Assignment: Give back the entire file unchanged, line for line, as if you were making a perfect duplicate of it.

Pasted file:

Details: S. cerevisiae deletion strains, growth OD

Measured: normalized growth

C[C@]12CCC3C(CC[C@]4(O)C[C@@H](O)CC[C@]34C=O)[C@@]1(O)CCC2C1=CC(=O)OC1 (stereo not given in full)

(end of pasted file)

Details: S. cerevisiae deletion strains, growth OD

Measured: normalized growth

C[C@]12CCC3C(CC[C@]4(O)C[C@@H](O)CC[C@]34C=O)[C@@]1(O)CCC2C1=CC(=O)OC1 (stereo not given in full)